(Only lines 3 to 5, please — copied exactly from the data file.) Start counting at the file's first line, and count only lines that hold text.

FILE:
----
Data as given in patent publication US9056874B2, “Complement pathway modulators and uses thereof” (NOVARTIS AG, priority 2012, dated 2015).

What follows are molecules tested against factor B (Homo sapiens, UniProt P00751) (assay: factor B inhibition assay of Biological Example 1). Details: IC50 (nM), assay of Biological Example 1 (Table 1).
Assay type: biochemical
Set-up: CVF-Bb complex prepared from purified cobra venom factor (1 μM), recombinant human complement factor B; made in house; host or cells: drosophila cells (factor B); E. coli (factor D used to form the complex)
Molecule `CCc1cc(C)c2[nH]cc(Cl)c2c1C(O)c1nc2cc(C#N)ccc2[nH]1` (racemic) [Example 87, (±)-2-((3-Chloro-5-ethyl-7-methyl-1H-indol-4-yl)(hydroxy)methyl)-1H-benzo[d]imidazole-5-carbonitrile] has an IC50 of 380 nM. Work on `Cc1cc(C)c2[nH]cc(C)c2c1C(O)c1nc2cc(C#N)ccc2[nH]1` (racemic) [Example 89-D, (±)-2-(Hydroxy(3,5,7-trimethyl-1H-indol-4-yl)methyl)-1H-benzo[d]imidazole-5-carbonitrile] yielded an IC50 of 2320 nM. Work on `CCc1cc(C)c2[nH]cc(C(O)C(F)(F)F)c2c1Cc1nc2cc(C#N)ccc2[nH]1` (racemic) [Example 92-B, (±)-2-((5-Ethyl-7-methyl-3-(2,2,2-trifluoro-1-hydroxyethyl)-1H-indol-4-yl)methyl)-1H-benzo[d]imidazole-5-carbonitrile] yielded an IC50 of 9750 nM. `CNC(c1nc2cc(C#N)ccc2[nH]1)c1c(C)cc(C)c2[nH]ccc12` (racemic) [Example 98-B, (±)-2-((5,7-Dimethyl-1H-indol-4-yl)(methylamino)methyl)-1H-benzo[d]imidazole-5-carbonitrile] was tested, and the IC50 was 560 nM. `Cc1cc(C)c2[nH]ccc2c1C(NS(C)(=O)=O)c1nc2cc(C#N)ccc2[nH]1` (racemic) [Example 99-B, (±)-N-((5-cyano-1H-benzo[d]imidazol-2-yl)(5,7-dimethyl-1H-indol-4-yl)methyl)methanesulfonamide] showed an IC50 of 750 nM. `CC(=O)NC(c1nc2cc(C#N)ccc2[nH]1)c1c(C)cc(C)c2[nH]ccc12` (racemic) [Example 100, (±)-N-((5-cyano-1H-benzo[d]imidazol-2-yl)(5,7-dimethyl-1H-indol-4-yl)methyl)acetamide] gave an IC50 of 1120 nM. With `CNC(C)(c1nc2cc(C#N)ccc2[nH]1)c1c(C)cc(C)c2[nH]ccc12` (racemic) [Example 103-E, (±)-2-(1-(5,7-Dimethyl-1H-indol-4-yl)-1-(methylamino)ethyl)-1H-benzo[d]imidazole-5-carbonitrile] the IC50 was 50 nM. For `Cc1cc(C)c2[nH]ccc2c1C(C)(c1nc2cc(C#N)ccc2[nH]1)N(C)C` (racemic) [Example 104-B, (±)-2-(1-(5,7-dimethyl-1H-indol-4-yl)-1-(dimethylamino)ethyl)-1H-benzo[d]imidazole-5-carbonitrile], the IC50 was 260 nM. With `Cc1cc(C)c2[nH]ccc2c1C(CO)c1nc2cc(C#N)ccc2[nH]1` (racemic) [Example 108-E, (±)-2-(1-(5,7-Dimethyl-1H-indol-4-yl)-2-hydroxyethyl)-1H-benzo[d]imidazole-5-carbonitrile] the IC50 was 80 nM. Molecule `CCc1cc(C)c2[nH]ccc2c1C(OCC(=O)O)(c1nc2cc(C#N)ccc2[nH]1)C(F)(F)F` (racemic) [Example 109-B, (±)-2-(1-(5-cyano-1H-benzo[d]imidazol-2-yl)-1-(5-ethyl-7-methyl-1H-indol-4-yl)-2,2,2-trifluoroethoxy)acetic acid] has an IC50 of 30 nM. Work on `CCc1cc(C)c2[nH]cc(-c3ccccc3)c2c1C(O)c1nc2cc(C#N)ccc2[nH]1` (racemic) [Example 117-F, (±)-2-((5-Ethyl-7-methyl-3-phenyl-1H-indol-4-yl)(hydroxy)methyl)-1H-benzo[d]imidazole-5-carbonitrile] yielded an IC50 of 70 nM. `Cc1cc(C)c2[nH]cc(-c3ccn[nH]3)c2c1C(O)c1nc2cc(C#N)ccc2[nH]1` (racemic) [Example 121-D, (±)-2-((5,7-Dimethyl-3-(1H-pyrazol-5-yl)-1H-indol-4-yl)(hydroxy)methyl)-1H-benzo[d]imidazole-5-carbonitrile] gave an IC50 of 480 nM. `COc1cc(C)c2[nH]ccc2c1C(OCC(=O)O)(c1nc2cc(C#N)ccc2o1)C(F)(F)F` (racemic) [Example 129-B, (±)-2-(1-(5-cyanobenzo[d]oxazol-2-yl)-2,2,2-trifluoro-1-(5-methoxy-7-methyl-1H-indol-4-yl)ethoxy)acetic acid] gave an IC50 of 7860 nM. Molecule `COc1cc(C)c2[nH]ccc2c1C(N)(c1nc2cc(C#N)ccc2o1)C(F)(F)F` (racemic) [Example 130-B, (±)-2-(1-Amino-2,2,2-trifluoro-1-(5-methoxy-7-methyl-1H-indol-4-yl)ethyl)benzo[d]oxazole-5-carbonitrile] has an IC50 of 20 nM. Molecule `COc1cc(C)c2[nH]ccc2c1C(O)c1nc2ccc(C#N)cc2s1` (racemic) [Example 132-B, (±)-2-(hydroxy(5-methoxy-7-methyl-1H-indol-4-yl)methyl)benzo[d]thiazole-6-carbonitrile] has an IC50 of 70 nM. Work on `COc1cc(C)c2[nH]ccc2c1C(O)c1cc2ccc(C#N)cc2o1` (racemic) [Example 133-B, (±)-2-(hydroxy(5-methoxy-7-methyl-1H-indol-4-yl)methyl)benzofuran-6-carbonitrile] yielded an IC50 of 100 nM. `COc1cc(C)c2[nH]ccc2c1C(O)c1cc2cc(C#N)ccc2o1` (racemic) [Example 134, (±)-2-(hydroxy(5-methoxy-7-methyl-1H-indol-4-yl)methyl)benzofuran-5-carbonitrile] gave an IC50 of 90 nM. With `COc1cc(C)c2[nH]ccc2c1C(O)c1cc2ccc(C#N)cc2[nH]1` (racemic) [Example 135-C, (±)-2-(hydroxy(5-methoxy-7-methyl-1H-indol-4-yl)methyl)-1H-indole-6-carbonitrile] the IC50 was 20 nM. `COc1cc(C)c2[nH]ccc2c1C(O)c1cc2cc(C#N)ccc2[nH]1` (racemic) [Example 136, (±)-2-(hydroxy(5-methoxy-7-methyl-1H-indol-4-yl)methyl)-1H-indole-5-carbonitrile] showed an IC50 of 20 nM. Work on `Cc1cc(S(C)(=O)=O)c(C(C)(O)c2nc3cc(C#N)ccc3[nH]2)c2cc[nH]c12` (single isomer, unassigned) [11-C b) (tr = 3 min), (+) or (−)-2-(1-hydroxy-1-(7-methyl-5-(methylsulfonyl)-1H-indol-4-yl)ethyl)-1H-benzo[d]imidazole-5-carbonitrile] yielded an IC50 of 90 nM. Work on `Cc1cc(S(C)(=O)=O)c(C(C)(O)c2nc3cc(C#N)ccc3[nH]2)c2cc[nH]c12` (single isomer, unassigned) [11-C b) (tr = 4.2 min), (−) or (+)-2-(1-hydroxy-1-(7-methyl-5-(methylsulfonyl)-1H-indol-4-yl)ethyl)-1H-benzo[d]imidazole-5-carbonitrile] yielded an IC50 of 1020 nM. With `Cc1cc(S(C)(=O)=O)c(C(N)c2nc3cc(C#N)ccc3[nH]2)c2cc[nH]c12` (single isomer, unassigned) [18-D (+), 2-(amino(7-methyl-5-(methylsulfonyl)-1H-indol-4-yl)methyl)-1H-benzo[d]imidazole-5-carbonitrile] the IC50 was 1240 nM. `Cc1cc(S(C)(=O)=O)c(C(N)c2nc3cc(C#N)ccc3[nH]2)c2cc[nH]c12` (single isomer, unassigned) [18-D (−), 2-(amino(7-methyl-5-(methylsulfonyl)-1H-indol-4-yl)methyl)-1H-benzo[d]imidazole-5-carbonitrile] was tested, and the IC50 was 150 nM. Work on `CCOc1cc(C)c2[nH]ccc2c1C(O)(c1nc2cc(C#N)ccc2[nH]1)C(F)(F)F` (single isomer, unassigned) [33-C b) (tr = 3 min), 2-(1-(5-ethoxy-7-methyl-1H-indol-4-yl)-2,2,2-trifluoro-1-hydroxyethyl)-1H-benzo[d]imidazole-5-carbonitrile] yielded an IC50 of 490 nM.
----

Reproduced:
Assay type: biochemical
Set-up: CVF-Bb complex prepared from purified cobra venom factor (1 μM), recombinant human complement factor B; made in house; host or cells: drosophila cells (factor B); E. coli (factor D used to form the complex)
Molecule `CCc1cc(C)c2[nH]cc(Cl)c2c1C(O)c1nc2cc(C#N)ccc2[nH]1` (racemic) [Example 87, (±)-2-((3-Chloro-5-ethyl-7-methyl-1H-indol-4-yl)(hydroxy)methyl)-1H-benzo[d]imidazole-5-carbonitrile] has an IC50 of 380 nM. Work on `Cc1cc(C)c2[nH]cc(C)c2c1C(O)c1nc2cc(C#N)ccc2[nH]1` (racemic) [Example 89-D, (±)-2-(Hydroxy(3,5,7-trimethyl-1H-indol-4-yl)methyl)-1H-benzo[d]imidazole-5-carbonitrile] yielded an IC50 of 2320 nM. Work on `CCc1cc(C)c2[nH]cc(C(O)C(F)(F)F)c2c1Cc1nc2cc(C#N)ccc2[nH]1` (racemic) [Example 92-B, (±)-2-((5-Ethyl-7-methyl-3-(2,2,2-trifluoro-1-hydroxyethyl)-1H-indol-4-yl)methyl)-1H-benzo[d]imidazole-5-carbonitrile] yielded an IC50 of 9750 nM. `CNC(c1nc2cc(C#N)ccc2[nH]1)c1c(C)cc(C)c2[nH]ccc12` (racemic) [Example 98-B, (±)-2-((5,7-Dimethyl-1H-indol-4-yl)(methylamino)methyl)-1H-benzo[d]imidazole-5-carbonitrile] was tested, and the IC50 was 560 nM. `Cc1cc(C)c2[nH]ccc2c1C(NS(C)(=O)=O)c1nc2cc(C#N)ccc2[nH]1` (racemic) [Example 99-B, (±)-N-((5-cyano-1H-benzo[d]imidazol-2-yl)(5,7-dimethyl-1H-indol-4-yl)methyl)methanesulfonamide] showed an IC50 of 750 nM. `CC(=O)NC(c1nc2cc(C#N)ccc2[nH]1)c1c(C)cc(C)c2[nH]ccc12` (racemic) [Example 100, (±)-N-((5-cyano-1H-benzo[d]imidazol-2-yl)(5,7-dimethyl-1H-indol-4-yl)methyl)acetamide] gave an IC50 of 1120 nM. With `CNC(C)(c1nc2cc(C#N)ccc2[nH]1)c1c(C)cc(C)c2[nH]ccc12` (racemic) [Example 103-E, (±)-2-(1-(5,7-Dimethyl-1H-indol-4-yl)-1-(methylamino)ethyl)-1H-benzo[d]imidazole-5-carbonitrile] the IC50 was 50 nM. For `Cc1cc(C)c2[nH]ccc2c1C(C)(c1nc2cc(C#N)ccc2[nH]1)N(C)C` (racemic) [Example 104-B, (±)-2-(1-(5,7-dimethyl-1H-indol-4-yl)-1-(dimethylamino)ethyl)-1H-benzo[d]imidazole-5-carbonitrile], the IC50 was 260 nM. With `Cc1cc(C)c2[nH]ccc2c1C(CO)c1nc2cc(C#N)ccc2[nH]1` (racemic) [Example 108-E, (±)-2-(1-(5,7-Dimethyl-1H-indol-4-yl)-2-hydroxyethyl)-1H-benzo[d]imidazole-5-carbonitrile] the IC50 was 80 nM. Molecule `CCc1cc(C)c2[nH]ccc2c1C(OCC(=O)O)(c1nc2cc(C#N)ccc2[nH]1)C(F)(F)F` (racemic) [Example 109-B, (±)-2-(1-(5-cyano-1H-benzo[d]imidazol-2-yl)-1-(5-ethyl-7-methyl-1H-indol-4-yl)-2,2,2-trifluoroethoxy)acetic acid] has an IC50 of 30 nM. Work on `CCc1cc(C)c2[nH]cc(-c3ccccc3)c2c1C(O)c1nc2cc(C#N)ccc2[nH]1` (racemic) [Example 117-F, (±)-2-((5-Ethyl-7-methyl-3-phenyl-1H-indol-4-yl)(hydroxy)methyl)-1H-benzo[d]imidazole-5-carbonitrile] yielded an IC50 of 70 nM. `Cc1cc(C)c2[nH]cc(-c3ccn[nH]3)c2c1C(O)c1nc2cc(C#N)ccc2[nH]1` (racemic) [Example 121-D, (±)-2-((5,7-Dimethyl-3-(1H-pyrazol-5-yl)-1H-indol-4-yl)(hydroxy)methyl)-1H-benzo[d]imidazole-5-carbonitrile] gave an IC50 of 480 nM. `COc1cc(C)c2[nH]ccc2c1C(OCC(=O)O)(c1nc2cc(C#N)ccc2o1)C(F)(F)F` (racemic) [Example 129-B, (±)-2-(1-(5-cyanobenzo[d]oxazol-2-yl)-2,2,2-trifluoro-1-(5-methoxy-7-methyl-1H-indol-4-yl)ethoxy)acetic acid] gave an IC50 of 7860 nM. Molecule `COc1cc(C)c2[nH]ccc2c1C(N)(c1nc2cc(C#N)ccc2o1)C(F)(F)F` (racemic) [Example 130-B, (±)-2-(1-Amino-2,2,2-trifluoro-1-(5-methoxy-7-methyl-1H-indol-4-yl)ethyl)benzo[d]oxazole-5-carbonitrile] has an IC50 of 20 nM. Molecule `COc1cc(C)c2[nH]ccc2c1C(O)c1nc2ccc(C#N)cc2s1` (racemic) [Example 132-B, (±)-2-(hydroxy(5-methoxy-7-methyl-1H-indol-4-yl)methyl)benzo[d]thiazole-6-carbonitrile] has an IC50 of 70 nM. Work on `COc1cc(C)c2[nH]ccc2c1C(O)c1cc2ccc(C#N)cc2o1` (racemic) [Example 133-B, (±)-2-(hydroxy(5-methoxy-7-methyl-1H-indol-4-yl)methyl)benzofuran-6-carbonitrile] yielded an IC50 of 100 nM. `COc1cc(C)c2[nH]ccc2c1C(O)c1cc2cc(C#N)ccc2o1` (racemic) [Example 134, (±)-2-(hydroxy(5-methoxy-7-methyl-1H-indol-4-yl)methyl)benzofuran-5-carbonitrile] gave an IC50 of 90 nM. With `COc1cc(C)c2[nH]ccc2c1C(O)c1cc2ccc(C#N)cc2[nH]1` (racemic) [Example 135-C, (±)-2-(hydroxy(5-methoxy-7-methyl-1H-indol-4-yl)methyl)-1H-indole-6-carbonitrile] the IC50 was 20 nM. `COc1cc(C)c2[nH]ccc2c1C(O)c1cc2cc(C#N)ccc2[nH]1` (racemic) [Example 136, (±)-2-(hydroxy(5-methoxy-7-methyl-1H-indol-4-yl)methyl)-1H-indole-5-carbonitrile] showed an IC50 of 20 nM. Work on `Cc1cc(S(C)(=O)=O)c(C(C)(O)c2nc3cc(C#N)ccc3[nH]2)c2cc[nH]c12` (single isomer, unassigned) [11-C b) (tr = 3 min), (+) or (−)-2-(1-hydroxy-1-(7-methyl-5-(methylsulfonyl)-1H-indol-4-yl)ethyl)-1H-benzo[d]imidazole-5-carbonitrile] yielded an IC50 of 90 nM. Work on `Cc1cc(S(C)(=O)=O)c(C(C)(O)c2nc3cc(C#N)ccc3[nH]2)c2cc[nH]c12` (single isomer, unassigned) [11-C b) (tr = 4.2 min), (−) or (+)-2-(1-hydroxy-1-(7-methyl-5-(methylsulfonyl)-1H-indol-4-yl)ethyl)-1H-benzo[d]imidazole-5-carbonitrile] yielded an IC50 of 1020 nM. With `Cc1cc(S(C)(=O)=O)c(C(N)c2nc3cc(C#N)ccc3[nH]2)c2cc[nH]c12` (single isomer, unassigned) [18-D (+), 2-(amino(7-methyl-5-(methylsulfonyl)-1H-indol-4-yl)methyl)-1H-benzo[d]imidazole-5-carbonitrile] the IC50 was 1240 nM. `Cc1cc(S(C)(=O)=O)c(C(N)c2nc3cc(C#N)ccc3[nH]2)c2cc[nH]c12` (single isomer, unassigned) [18-D (−), 2-(amino(7-methyl-5-(methylsulfonyl)-1H-indol-4-yl)methyl)-1H-benzo[d]imidazole-5-carbonitrile] was tested, and the IC50 was 150 nM. Work on `CCOc1cc(C)c2[nH]ccc2c1C(O)(c1nc2cc(C#N)ccc2[nH]1)C(F)(F)F` (single isomer, unassigned) [33-C b) (tr = 3 min), 2-(1-(5-ethoxy-7-methyl-1H-indol-4-yl)-2,2,2-trifluoro-1-hydroxyethyl)-1H-benzo[d]imidazole-5-carbonitrile] yielded an IC50 of 490 nM.